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Saber and Scroll

Abstract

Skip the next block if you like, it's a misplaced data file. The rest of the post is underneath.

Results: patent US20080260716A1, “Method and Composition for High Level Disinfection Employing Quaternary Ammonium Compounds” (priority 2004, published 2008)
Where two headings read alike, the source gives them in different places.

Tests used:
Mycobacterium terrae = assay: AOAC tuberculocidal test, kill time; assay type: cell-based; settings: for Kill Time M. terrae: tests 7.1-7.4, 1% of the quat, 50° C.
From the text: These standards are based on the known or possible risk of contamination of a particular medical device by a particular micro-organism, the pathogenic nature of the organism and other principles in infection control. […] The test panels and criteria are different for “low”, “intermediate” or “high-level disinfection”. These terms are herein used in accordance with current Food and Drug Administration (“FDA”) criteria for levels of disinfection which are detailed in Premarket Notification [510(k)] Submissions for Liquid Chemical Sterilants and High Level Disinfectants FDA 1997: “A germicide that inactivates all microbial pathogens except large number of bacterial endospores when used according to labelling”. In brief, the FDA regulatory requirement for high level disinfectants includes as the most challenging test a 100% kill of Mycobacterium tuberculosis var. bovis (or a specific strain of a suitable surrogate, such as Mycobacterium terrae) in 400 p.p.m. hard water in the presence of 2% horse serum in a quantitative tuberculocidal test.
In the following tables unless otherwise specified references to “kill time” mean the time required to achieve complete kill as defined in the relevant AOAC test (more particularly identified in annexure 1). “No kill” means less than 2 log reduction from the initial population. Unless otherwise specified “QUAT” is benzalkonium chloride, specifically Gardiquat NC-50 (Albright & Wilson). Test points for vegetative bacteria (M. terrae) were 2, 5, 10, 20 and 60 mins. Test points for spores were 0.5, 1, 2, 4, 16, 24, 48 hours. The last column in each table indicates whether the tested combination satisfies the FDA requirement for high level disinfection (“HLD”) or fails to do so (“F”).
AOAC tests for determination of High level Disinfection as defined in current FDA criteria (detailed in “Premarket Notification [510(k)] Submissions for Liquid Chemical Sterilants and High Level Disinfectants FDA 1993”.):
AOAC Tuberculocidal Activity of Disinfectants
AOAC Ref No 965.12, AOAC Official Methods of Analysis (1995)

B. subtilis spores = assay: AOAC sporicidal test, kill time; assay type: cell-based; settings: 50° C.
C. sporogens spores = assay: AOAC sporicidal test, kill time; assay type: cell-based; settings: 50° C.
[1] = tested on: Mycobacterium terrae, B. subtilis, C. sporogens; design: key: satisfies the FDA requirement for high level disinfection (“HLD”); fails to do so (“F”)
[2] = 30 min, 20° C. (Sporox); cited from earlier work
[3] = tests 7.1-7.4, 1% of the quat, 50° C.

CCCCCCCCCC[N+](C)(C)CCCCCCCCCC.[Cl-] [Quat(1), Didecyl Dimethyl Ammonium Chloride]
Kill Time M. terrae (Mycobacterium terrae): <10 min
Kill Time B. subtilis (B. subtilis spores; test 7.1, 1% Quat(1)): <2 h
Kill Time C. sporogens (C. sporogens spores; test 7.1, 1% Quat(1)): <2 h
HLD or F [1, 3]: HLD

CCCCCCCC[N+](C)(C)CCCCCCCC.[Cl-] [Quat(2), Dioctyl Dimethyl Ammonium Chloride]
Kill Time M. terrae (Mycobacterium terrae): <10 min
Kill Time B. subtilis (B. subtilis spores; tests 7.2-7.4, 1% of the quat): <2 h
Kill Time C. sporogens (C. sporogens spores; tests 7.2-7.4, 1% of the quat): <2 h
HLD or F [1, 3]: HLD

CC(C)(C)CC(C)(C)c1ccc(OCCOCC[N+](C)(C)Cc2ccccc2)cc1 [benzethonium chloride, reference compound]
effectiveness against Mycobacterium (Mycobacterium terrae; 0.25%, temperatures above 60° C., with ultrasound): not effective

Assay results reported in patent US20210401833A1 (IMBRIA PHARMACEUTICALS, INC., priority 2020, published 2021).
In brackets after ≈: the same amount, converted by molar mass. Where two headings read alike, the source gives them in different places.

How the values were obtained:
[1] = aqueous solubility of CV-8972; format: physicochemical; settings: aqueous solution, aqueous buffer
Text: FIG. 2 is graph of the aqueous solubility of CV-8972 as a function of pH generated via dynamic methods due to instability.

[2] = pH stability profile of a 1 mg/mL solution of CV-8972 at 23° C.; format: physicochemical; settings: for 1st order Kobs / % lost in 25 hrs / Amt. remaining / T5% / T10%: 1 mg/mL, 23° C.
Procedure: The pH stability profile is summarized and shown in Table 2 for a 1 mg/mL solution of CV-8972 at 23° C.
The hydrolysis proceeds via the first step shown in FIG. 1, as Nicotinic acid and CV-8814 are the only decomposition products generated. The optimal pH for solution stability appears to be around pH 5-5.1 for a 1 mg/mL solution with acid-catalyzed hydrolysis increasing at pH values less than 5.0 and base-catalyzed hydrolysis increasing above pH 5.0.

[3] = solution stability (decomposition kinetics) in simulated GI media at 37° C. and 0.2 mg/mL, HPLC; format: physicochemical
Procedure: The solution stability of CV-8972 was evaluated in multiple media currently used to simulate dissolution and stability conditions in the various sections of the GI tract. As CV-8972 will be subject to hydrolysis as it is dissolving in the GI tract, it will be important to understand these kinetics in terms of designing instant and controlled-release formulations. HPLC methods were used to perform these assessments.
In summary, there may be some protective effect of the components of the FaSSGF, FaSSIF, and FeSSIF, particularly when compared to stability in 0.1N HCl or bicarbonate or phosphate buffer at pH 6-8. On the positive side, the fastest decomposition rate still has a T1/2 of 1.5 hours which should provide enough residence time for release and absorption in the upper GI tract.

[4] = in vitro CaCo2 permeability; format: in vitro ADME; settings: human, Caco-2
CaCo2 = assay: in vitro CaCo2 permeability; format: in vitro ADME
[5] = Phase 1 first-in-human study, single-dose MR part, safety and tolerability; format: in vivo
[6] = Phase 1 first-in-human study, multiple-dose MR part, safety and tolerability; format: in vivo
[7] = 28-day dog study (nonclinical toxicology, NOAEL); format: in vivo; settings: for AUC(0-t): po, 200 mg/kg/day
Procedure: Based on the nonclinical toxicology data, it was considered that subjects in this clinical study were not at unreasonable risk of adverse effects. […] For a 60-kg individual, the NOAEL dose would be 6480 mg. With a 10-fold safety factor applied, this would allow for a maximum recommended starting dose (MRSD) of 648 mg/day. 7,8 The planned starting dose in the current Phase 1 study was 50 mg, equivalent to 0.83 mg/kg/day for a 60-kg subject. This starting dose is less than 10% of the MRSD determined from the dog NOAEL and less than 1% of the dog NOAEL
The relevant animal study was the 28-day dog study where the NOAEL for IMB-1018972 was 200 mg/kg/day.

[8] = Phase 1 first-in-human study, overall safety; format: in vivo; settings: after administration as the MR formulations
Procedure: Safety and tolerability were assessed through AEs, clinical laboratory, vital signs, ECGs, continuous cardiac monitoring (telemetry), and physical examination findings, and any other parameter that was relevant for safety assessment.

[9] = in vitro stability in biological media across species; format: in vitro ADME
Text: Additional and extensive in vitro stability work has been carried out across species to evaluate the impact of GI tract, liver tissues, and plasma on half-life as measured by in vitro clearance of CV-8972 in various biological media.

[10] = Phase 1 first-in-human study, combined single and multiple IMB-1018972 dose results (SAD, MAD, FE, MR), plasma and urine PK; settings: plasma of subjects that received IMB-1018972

As Union agents moved in European circles during the Civil War, they understood that shaping the opinion of the foreign public could aid diplomacy and further the Union cause. They pursued campaigns to influence that opinion by engaging in forms of public diplomacy directed at keeping Europe from recognizing the Confederacy. It was rudimentary by today’s public diplomacy standards but it met all the essential elements of public diplomacy. It presented, in the words of public diplomacy, “a manipulated image of the state,” and thereby influenced European policies on the war from within by shaping the impressions, desires and values of the British and French public and establishing a mutuality of goals.It is difficult to measure the impact of public diplomacy, more so in the Civil War era than today. Public diplomacy is seldom decisive in foreign relations. This is the case with the public diplomacy exercised by the Union in the Civil War. Great Britain and France never recognized the Confederate States of America--a feat in part because of the Union’s public diplomacy efforts.

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